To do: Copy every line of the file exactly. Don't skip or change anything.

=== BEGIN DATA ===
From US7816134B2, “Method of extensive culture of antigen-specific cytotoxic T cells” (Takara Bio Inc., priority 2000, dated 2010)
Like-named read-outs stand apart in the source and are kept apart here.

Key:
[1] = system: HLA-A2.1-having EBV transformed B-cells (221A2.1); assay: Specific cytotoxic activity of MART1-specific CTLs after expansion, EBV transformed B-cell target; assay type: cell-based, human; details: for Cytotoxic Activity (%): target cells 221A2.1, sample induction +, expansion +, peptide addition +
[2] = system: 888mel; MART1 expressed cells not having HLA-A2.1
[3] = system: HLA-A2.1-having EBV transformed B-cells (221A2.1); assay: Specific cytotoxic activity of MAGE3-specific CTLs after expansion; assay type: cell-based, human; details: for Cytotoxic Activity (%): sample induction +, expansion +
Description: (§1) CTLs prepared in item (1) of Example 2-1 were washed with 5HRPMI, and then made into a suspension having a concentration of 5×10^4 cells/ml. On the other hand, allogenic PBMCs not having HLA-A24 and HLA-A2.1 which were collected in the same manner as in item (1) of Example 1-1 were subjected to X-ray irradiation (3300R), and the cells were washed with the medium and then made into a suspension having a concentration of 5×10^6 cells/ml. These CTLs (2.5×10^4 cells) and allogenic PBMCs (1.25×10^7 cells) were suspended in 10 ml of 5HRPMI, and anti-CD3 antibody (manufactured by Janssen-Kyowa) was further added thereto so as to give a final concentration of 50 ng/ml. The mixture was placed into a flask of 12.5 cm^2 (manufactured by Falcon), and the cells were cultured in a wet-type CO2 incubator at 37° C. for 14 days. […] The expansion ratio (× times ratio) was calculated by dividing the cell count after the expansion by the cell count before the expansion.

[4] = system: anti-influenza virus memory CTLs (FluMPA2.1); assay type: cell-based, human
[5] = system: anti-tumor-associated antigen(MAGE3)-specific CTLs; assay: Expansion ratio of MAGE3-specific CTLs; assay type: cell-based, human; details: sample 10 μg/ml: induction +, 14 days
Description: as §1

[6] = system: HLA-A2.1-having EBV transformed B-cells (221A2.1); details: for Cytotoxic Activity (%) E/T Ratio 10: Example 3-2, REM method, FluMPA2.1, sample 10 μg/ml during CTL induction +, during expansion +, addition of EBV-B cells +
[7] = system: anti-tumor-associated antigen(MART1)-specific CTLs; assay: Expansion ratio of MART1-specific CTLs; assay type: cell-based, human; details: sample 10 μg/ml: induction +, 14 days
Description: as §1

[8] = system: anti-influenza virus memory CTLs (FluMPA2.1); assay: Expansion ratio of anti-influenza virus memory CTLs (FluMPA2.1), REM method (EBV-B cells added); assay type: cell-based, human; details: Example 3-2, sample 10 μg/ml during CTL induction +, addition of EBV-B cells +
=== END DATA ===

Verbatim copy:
From US7816134B2, “Method of extensive culture of antigen-specific cytotoxic T cells” (Takara Bio Inc., priority 2000, dated 2010)
Like-named read-outs stand apart in the source and are kept apart here.

Key:
[1] = system: HLA-A2.1-having EBV transformed B-cells (221A2.1); assay: Specific cytotoxic activity of MART1-specific CTLs after expansion, EBV transformed B-cell target; assay type: cell-based, human; details: for Cytotoxic Activity (%): target cells 221A2.1, sample induction +, expansion +, peptide addition +
[2] = system: 888mel; MART1 expressed cells not having HLA-A2.1
[3] = system: HLA-A2.1-having EBV transformed B-cells (221A2.1); assay: Specific cytotoxic activity of MAGE3-specific CTLs after expansion; assay type: cell-based, human; details: for Cytotoxic Activity (%): sample induction +, expansion +
Description: (§1) CTLs prepared in item (1) of Example 2-1 were washed with 5HRPMI, and then made into a suspension having a concentration of 5×10^4 cells/ml. On the other hand, allogenic PBMCs not having HLA-A24 and HLA-A2.1 which were collected in the same manner as in item (1) of Example 1-1 were subjected to X-ray irradiation (3300R), and the cells were washed with the medium and then made into a suspension having a concentration of 5×10^6 cells/ml. These CTLs (2.5×10^4 cells) and allogenic PBMCs (1.25×10^7 cells) were suspended in 10 ml of 5HRPMI, and anti-CD3 antibody (manufactured by Janssen-Kyowa) was further added thereto so as to give a final concentration of 50 ng/ml. The mixture was placed into a flask of 12.5 cm^2 (manufactured by Falcon), and the cells were cultured in a wet-type CO2 incubator at 37° C. for 14 days. […] The expansion ratio (× times ratio) was calculated by dividing the cell count after the expansion by the cell count before the expansion.

[4] = system: anti-influenza virus memory CTLs (FluMPA2.1); assay type: cell-based, human
[5] = system: anti-tumor-associated antigen(MAGE3)-specific CTLs; assay: Expansion ratio of MAGE3-specific CTLs; assay type: cell-based, human; details: sample 10 μg/ml: induction +, 14 days
Description: as §1

[6] = system: HLA-A2.1-having EBV transformed B-cells (221A2.1); details: for Cytotoxic Activity (%) E/T Ratio 10: Example 3-2, REM method, FluMPA2.1, sample 10 μg/ml during CTL induction +, during expansion +, addition of EBV-B cells +
[7] = system: anti-tumor-associated antigen(MART1)-specific CTLs; assay: Expansion ratio of MART1-specific CTLs; assay type: cell-based, human; details: sample 10 μg/ml: induction +, 14 days
Description: as §1

[8] = system: anti-influenza virus memory CTLs (FluMPA2.1); assay: Expansion ratio of anti-influenza virus memory CTLs (FluMPA2.1), REM method (EBV-B cells added); assay type: cell-based, human; details: Example 3-2, sample 10 μg/ml during CTL induction +, addition of EBV-B cells +